History is written by the victors. Now they get to work weekends too.
This month, The History Channel U.K. begins programming ten hours each weekend in addition to five on weekdays. A cable and satellite venture of BSkyB and A&E, the channel has been on air since 1995 with a penetration of 4.5 million homes. History U.K. fills about 50% of its time with productions out of, and geared to, the U.K.
For the History Classics strand (weekends, 4:00 p.m.), the channel has the first U.K. run for four half-hour series: Men in Crisis, David Wolper Productions (U.S.); Battleline, Sherman Grinman Productions (U.S.); World War I, CBS; and Victory at Sea, NBC.
Also slated for this fall: Unsolved Mysteries of World War II, a series from Castle Vision (U.K.); Legends of the Isles, a docudrama from Ireland’s Emdee Productions; and a Biography strand including U.K. commissions.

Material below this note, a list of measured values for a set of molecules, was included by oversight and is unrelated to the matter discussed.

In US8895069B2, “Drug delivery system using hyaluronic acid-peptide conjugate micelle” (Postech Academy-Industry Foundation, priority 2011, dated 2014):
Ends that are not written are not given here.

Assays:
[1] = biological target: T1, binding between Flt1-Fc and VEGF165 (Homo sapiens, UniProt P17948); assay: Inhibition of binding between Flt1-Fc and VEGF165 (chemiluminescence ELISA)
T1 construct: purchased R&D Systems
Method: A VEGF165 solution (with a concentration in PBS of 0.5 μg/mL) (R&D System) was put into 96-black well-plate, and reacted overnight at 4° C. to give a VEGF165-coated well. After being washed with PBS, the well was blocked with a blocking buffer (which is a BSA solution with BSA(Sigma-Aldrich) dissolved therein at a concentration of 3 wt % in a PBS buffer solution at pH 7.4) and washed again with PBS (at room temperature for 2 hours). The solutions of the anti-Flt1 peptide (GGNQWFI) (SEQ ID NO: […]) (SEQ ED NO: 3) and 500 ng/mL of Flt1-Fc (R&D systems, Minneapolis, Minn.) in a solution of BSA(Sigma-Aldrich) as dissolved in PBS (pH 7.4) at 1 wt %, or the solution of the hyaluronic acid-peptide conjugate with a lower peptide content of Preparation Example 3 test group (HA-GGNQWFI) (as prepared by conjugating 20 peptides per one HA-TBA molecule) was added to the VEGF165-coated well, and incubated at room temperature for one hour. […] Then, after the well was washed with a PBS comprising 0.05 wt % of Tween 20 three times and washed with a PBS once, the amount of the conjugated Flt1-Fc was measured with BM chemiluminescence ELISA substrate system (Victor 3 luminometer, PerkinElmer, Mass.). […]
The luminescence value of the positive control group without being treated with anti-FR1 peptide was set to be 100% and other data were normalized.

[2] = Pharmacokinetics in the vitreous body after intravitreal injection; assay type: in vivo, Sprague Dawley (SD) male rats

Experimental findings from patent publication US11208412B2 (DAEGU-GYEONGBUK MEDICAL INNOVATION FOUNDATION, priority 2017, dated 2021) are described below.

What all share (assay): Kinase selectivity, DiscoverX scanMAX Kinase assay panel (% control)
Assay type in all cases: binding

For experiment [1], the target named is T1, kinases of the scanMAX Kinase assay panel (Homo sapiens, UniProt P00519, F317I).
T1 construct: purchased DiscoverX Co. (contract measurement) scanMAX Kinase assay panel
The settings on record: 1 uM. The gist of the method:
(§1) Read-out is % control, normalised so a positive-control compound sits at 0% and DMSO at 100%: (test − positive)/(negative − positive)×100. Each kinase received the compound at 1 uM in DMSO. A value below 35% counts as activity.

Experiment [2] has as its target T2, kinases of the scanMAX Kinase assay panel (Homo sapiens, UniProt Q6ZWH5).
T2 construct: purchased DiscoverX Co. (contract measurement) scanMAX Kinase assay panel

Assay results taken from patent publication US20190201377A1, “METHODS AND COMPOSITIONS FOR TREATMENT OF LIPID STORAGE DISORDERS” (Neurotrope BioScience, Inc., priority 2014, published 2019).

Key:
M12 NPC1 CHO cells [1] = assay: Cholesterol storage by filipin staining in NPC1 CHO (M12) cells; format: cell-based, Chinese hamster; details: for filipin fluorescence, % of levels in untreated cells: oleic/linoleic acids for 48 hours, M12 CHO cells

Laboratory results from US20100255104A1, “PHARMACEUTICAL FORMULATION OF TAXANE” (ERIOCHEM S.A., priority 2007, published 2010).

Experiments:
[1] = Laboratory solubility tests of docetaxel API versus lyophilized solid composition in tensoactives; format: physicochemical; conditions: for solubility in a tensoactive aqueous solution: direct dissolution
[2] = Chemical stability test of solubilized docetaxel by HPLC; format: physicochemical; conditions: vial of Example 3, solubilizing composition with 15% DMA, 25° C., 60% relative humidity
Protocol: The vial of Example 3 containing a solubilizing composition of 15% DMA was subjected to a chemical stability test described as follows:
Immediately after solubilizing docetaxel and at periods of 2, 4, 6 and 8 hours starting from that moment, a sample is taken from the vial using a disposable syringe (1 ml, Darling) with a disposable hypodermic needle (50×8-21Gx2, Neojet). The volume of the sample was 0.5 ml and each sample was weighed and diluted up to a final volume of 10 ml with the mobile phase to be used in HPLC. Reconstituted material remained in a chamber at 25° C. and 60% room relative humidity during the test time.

Head of programming Sarah Allan says History’s arrangement with Emdee for Legends is
typical of the deal she’s seeking. Commissioned by TLC, History anted up only for the
U.K. premiere. ‘We’re providing top-up money and pre-sales, but we’re not commissioning anything,’ says Allen. ‘We’re more likely to pay a premium to secure the first U.K. run.’ Allen says 10-15% of the budget is all she’s usually in a position to kick in.
As for programming strategy down the road, History U.K. is still testing a variety of formats. Series of 13 (hours or half-hours) work, and there’s flexibility to schedule one-offs, particularly for theme weeks. Aiming to mark historic events, the channel will offer themed programming for the 80th anniversary of the Bolshevik Revolution, the golden wedding anniversary of Queen Elizabeth and Israel’s 50th anniversary, among others.
Allen is working on a deal with Carlton’s itv regional services to take a first window on their product. Currently, itv takes exclusive cable and satellite for three years on anything they finance. If History is allowed the first U.K. window, says Allen, the additional cash would allow ITV to work with bigger budgets.
This month also marks The History Channel’s expansion into the Nordic region and Baltic territories via an agreement between A&E and The Modern Times Group. Three hours of primetime programming a day will be transmitted via the Viasat + DTH package on TV Sat 2, cable and SMATV systems.